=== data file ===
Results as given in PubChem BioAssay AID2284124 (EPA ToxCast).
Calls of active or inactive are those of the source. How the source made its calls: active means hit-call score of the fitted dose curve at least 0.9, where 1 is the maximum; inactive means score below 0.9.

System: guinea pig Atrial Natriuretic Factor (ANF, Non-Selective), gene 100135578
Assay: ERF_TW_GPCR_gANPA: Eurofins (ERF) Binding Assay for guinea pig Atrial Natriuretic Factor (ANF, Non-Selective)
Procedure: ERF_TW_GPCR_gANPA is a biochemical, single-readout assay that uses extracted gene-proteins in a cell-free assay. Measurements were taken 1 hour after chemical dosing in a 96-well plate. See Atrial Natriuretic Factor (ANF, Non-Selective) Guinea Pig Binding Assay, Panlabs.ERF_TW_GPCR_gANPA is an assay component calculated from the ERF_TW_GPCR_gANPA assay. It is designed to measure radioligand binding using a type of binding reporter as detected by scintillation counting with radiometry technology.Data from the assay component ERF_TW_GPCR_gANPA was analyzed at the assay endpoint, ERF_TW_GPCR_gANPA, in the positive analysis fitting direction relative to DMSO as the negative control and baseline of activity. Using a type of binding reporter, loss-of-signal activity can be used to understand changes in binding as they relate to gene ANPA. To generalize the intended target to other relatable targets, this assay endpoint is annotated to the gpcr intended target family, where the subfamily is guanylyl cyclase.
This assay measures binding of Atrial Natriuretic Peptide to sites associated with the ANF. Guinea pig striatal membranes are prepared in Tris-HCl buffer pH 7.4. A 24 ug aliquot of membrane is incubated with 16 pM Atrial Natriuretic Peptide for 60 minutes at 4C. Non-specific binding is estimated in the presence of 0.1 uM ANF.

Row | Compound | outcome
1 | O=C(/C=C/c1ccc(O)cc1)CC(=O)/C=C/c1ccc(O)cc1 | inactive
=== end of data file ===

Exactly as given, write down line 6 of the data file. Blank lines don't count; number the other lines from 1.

This assay measures binding of Atrial Natriuretic Peptide to sites associated with the ANF. Guinea pig striatal membranes are prepared in Tris-HCl buffer pH 7.4. A 24 ug aliquot of membrane is incubated with 16 pM Atrial Natriuretic Peptide for 60 minutes at 4C. Non-specific binding is estimated in the presence of 0.1 uM ANF.